JNW's Big Christmas List;
or, The List as Genre:

1. [Secret.]
2. A nice, crisp stapler.
3. Gift certificates to Ruth's Chris Steakhouse.
4. Silk boxers. (I love the feel!)
5. Audio tapes or CDs for learning Hebrew, Sanskrit, and Classical Chinese.
6. A large "My Dad is my Boss" bumper sticker.
7. A large "My wife is a 4.0 Ph.D. student at Kent State University" bumper sticker.
8. 0.5 mm pencil lead.
9. Bookends (and not the S&G album).
10. Poetry on CD. (Already have Milton, Spenser, and Gilgamesh.) Need Keats, other Romantics, Eliot, Yeats, and El Bardo.
11. Good reading lists for the oriental classics.
12. New pair of winter gloves with leather palms. (My present pair is holy and thus sacrosanct.) 13. Cheez-its.
14. Goose Island Orange Creme Soda of Chicago (the gold standard of orange cremes!).
15. A unique ornament for our first Christmas tree together.
16. Philosophy-related children's books that I can read to Marsha in bed.
17. A nice frame for a good picture of my kitty cats to put on my desk at work.
18. Light therapy.
19. Two buckets (for the next time we meet with a certain customer).
20. A free subscription to The Drudge Report.
21. A paid subscription to First Things or The Economist.
22. Orange-accented chocolate. All kinds.
23. Unusual beers.
24. Nice set of wine glasses.
25. A guide or self-help book for overcoming fleeting obsessions.
26. A baby name book (strictly for future reference, of course).
27. A bold, classy tie.
Finishing Dante.

I am taking a break from Mr. Aflaton, and reading something that I was supposed to read many years ago at Thanksgiving, but somehow never got around to doing: Il Paradisio.. (Instead, I only read the Purgatorio and the Inferno for Daniel James Sundahl, before getting deathly sick and barely finishing the semester.) I see now what I have missed. Of course, perhaps it's that the Sinclair translation, its notes, the facing Italian, and my general background by now make for a rather more illuminated reading.

e forse sua sentenza รจ d'altra guisa
che la voce non suona, ed esser puote
con intenzion da non esser derisa



Joshua and the Giant Turd

My office is next door to a single-user men's restroom. The air is often pretty foul, and the fan is very noisy. Anyways, this afternoon, about 4 p.m., I got up and went to use it. At first, I thought that Mr. Last had just forgotten to flush. So I flushed--only to find that there was a huge turd lodged sideways in the bowl, with little hope of budging on its own. Did I say a big turd? I mean one big log. This thing must have had tree rings. It was about 3 inches in diameter and about a foot long. Skeptically, I flushed again. The water just washed around. I flushed a third time. No movement.

At that point, I was giggling silly and tears were streaming down my cheeks. As this was clearly a faggot of historic, if not geologic dimensions, I set off in search of a digital camera. Returning, I flushed three more times, and snapped three pics. Finally, with my journalistic urges satisfied, I took a plunger to it, wacking the stick as with an ax. It broke up, sorta, but the stench was horrible. I wretched, and contributed to the mess my string of bile with bits of single with pickle onion only. I flushed a seventh time, and thanked God for the miracle of plumbing.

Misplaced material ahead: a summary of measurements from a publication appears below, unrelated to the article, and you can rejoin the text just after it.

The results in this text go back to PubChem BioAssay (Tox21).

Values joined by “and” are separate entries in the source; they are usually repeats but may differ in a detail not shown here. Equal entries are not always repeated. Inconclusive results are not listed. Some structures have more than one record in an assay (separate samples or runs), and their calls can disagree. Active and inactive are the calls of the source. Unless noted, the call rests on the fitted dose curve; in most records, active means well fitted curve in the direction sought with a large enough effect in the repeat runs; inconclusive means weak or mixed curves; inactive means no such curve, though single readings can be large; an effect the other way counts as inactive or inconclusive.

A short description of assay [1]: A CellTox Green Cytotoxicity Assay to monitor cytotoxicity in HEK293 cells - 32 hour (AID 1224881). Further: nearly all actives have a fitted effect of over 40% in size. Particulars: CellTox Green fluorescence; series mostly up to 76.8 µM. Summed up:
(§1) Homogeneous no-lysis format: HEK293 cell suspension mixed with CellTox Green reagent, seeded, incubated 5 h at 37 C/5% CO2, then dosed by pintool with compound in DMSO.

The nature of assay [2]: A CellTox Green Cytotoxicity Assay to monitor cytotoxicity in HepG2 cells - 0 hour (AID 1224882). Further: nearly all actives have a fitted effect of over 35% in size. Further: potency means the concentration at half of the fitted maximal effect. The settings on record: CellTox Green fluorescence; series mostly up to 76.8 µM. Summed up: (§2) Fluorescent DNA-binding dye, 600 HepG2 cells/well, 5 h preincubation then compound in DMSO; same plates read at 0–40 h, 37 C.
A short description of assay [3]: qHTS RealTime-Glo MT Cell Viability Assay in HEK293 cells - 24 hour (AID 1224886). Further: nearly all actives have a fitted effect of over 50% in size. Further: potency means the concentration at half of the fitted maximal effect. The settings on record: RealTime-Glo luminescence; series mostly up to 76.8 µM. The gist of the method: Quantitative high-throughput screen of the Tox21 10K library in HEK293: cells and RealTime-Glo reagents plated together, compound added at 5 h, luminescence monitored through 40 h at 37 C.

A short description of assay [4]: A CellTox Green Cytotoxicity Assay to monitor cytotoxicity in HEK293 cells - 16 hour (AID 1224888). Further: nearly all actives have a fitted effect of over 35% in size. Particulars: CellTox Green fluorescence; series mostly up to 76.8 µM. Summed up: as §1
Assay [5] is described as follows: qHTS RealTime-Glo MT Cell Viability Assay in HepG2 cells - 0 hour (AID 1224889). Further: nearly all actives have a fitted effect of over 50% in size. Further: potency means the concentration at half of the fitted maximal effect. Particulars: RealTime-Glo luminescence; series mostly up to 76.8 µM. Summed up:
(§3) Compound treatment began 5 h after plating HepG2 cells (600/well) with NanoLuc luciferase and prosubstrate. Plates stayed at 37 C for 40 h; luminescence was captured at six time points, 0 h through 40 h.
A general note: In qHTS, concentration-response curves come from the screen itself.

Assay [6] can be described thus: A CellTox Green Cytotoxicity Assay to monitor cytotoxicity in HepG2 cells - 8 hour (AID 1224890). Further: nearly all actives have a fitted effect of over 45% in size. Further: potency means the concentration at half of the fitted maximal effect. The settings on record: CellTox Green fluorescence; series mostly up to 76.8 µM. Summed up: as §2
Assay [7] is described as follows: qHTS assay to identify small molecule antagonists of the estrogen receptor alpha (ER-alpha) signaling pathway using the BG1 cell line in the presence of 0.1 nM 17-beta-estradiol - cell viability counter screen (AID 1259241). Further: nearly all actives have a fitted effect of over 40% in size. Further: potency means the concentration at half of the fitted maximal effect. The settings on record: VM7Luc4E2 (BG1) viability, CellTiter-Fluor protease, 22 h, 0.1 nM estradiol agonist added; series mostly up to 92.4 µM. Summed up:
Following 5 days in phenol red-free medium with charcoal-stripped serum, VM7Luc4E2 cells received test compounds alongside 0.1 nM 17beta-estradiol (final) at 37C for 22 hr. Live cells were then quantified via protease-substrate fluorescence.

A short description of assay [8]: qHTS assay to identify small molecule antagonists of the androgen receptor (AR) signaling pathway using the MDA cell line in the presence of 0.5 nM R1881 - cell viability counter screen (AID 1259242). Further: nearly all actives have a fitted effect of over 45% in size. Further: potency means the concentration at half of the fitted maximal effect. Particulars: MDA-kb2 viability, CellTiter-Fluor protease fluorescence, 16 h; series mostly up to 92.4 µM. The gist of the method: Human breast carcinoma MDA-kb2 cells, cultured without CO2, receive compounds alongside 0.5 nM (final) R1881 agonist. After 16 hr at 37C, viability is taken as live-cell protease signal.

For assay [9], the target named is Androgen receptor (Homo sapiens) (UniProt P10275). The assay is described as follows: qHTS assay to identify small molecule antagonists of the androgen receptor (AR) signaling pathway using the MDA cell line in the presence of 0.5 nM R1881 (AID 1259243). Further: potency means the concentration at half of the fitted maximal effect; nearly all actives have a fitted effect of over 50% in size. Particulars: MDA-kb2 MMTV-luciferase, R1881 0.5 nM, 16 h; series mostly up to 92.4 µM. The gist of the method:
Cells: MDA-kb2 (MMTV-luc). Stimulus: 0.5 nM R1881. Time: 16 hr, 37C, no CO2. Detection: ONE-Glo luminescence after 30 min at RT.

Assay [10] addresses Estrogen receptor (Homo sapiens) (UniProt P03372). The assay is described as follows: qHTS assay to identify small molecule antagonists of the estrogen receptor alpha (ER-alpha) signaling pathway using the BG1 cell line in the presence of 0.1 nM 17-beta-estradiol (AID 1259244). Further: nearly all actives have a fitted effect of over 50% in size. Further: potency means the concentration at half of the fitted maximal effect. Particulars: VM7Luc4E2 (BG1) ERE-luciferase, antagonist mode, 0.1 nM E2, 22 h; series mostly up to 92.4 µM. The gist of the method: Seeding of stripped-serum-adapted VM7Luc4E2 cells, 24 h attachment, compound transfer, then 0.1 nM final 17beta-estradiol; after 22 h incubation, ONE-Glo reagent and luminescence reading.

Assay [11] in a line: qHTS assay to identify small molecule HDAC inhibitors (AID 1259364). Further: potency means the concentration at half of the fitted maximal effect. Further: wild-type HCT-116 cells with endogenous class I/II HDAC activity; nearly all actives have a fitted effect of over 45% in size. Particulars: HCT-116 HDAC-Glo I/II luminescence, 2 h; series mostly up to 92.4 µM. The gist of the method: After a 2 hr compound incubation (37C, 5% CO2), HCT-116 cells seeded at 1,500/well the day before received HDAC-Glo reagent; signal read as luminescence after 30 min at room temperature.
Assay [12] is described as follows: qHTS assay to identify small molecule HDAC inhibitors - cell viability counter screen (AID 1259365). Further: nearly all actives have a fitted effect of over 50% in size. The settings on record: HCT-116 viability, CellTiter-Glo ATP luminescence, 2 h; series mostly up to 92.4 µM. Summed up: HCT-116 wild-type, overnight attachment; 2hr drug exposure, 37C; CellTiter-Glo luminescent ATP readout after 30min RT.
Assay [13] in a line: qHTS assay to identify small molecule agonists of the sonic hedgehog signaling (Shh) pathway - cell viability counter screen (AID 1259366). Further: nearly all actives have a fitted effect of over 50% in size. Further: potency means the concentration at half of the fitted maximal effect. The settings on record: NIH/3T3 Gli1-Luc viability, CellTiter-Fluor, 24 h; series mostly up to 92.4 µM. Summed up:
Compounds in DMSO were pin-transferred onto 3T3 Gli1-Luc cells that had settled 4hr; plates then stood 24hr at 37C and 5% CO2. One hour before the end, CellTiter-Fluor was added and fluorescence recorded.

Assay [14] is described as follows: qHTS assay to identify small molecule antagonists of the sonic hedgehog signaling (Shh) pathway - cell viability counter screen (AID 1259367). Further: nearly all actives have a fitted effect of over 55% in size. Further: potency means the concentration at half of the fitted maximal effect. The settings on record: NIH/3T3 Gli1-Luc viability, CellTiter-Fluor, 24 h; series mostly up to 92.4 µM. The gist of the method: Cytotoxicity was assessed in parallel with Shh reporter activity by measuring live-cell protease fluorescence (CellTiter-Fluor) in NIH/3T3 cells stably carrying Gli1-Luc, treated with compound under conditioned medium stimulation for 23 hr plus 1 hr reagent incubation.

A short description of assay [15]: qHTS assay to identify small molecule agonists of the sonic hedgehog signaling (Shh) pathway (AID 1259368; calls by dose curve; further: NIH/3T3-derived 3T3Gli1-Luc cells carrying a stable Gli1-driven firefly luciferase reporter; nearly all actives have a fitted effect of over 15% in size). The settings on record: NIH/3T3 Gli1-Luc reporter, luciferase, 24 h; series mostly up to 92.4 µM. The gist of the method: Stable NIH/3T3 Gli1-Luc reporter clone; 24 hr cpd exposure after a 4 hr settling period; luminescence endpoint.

Winter Comes to Nargothrond

I like to repost this poem when winter sets in (or else to email it to the cast of friends). It is, for my money, one of Tolkien's overlooked gems:

The summer slowly     in the sad forest
waned and faded.     In the west arose
winds that wandered     over warring seas.
Leaves were loosened     from labouring boughs:
fallow-gold they fell,     and the feet buried
of trees standing     tall and naked,
rustling restlessly     down roofless aisles,
shifting and drifting.
                                The shining vesel
of the sailing moon     with slender mast,
with shrouds shapen     of shimmering flame,
uprose ruddy     on the rim of Evening
by the misty wharves     on the margin of the world.
With winding horns     winter hunted
in the weeping woods,     wild and ruthless;
sleet came slashing,     and slanting hail
from glowering heaven     grey and sunless,
whistling whiplash     whirled by tempest.
The floods were freed     and fallow waters
sweeping seaward,     swollen, angry,
filled with flotsam,     foaming, turbid,
passed in tulmult.     The tempest died.
Frost descended     from far mountains
steel-cold and still.     Stony-glinting
icehung evening     was opened wide,
a dome of crystal     over deep silence,
over windless wastes     and woods standing
as frozen phantoms     under flickering stars.
Does reading the Great Books tend to make one depressed? Is this just a Greek thing or is it the St. Johnnie syndrome? Maybe I just need to read more Christians and fewer pagans, infidels, and apostates.
I see that OSU beat Michigan, 37-21. Go Bucks!


More Restaurant Reviews

Marsha and I checked out the Hyde Park Grill this evening off 271. It was very good. I was favorably impressed by the atmosphere and very impressed by the selection of breads and the quality of the meat. Not altogether unreasonable, either.